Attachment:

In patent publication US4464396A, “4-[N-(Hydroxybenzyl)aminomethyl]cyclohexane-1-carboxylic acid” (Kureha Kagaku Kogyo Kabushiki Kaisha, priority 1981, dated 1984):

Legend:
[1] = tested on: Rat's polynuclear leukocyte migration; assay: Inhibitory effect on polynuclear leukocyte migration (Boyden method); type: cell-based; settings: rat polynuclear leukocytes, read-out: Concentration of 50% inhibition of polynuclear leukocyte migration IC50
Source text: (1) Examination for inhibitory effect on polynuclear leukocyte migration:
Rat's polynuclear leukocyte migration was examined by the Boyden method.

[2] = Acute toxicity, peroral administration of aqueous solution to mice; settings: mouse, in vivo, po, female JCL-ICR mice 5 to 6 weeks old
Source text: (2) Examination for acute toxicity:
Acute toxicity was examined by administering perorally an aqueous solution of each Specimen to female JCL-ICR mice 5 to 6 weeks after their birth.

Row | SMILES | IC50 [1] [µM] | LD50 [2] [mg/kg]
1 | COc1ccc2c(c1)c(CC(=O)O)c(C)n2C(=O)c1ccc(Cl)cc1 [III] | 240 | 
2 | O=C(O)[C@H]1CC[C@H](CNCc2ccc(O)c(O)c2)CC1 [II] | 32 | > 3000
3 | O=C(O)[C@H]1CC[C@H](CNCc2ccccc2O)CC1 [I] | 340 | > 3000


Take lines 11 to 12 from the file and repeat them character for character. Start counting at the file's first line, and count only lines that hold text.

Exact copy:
2 | O=C(O)[C@H]1CC[C@H](CNCc2ccc(O)c(O)c2)CC1 [II] | 32 | > 3000
3 | O=C(O)[C@H]1CC[C@H](CNCc2ccccc2O)CC1 [I] | 340 | > 3000